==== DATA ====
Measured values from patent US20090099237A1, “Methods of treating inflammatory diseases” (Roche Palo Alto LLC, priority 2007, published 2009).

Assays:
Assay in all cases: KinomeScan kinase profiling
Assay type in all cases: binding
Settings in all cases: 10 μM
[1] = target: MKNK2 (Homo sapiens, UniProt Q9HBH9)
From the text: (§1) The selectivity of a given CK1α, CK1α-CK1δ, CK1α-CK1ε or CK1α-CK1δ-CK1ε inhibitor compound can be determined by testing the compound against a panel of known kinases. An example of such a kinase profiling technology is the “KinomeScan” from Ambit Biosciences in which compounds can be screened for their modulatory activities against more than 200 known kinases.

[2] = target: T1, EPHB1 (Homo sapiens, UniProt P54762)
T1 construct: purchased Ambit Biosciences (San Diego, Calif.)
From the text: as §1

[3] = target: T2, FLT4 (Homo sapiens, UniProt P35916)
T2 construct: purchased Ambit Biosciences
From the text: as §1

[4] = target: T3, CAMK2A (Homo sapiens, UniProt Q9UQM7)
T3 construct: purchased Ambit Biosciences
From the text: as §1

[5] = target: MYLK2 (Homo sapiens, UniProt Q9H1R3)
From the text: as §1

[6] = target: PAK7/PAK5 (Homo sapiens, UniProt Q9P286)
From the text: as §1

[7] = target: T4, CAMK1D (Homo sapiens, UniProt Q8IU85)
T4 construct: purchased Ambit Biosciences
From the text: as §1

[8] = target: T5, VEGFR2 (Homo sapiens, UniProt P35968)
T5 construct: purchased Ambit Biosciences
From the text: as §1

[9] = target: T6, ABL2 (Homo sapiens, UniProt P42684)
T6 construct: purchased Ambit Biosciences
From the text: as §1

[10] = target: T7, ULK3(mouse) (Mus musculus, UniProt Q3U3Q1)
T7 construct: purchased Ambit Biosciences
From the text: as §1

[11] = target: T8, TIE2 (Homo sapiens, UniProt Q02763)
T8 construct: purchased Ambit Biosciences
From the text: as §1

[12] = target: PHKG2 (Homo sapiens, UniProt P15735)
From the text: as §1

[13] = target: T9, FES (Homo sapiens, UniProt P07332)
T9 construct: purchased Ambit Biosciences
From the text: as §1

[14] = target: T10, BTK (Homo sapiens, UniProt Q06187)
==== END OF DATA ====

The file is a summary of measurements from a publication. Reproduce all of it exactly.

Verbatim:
Measured values from patent US20090099237A1, “Methods of treating inflammatory diseases” (Roche Palo Alto LLC, priority 2007, published 2009).

Assays:
Assay in all cases: KinomeScan kinase profiling
Assay type in all cases: binding
Settings in all cases: 10 μM
[1] = target: MKNK2 (Homo sapiens, UniProt Q9HBH9)
From the text: (§1) The selectivity of a given CK1α, CK1α-CK1δ, CK1α-CK1ε or CK1α-CK1δ-CK1ε inhibitor compound can be determined by testing the compound against a panel of known kinases. An example of such a kinase profiling technology is the “KinomeScan” from Ambit Biosciences in which compounds can be screened for their modulatory activities against more than 200 known kinases.

[2] = target: T1, EPHB1 (Homo sapiens, UniProt P54762)
T1 construct: purchased Ambit Biosciences (San Diego, Calif.)
From the text: as §1

[3] = target: T2, FLT4 (Homo sapiens, UniProt P35916)
T2 construct: purchased Ambit Biosciences
From the text: as §1

[4] = target: T3, CAMK2A (Homo sapiens, UniProt Q9UQM7)
T3 construct: purchased Ambit Biosciences
From the text: as §1

[5] = target: MYLK2 (Homo sapiens, UniProt Q9H1R3)
From the text: as §1

[6] = target: PAK7/PAK5 (Homo sapiens, UniProt Q9P286)
From the text: as §1

[7] = target: T4, CAMK1D (Homo sapiens, UniProt Q8IU85)
T4 construct: purchased Ambit Biosciences
From the text: as §1

[8] = target: T5, VEGFR2 (Homo sapiens, UniProt P35968)
T5 construct: purchased Ambit Biosciences
From the text: as §1

[9] = target: T6, ABL2 (Homo sapiens, UniProt P42684)
T6 construct: purchased Ambit Biosciences
From the text: as §1

[10] = target: T7, ULK3(mouse) (Mus musculus, UniProt Q3U3Q1)
T7 construct: purchased Ambit Biosciences
From the text: as §1

[11] = target: T8, TIE2 (Homo sapiens, UniProt Q02763)
T8 construct: purchased Ambit Biosciences
From the text: as §1

[12] = target: PHKG2 (Homo sapiens, UniProt P15735)
From the text: as §1

[13] = target: T9, FES (Homo sapiens, UniProt P07332)
T9 construct: purchased Ambit Biosciences
From the text: as §1

[14] = target: T10, BTK (Homo sapiens, UniProt Q06187)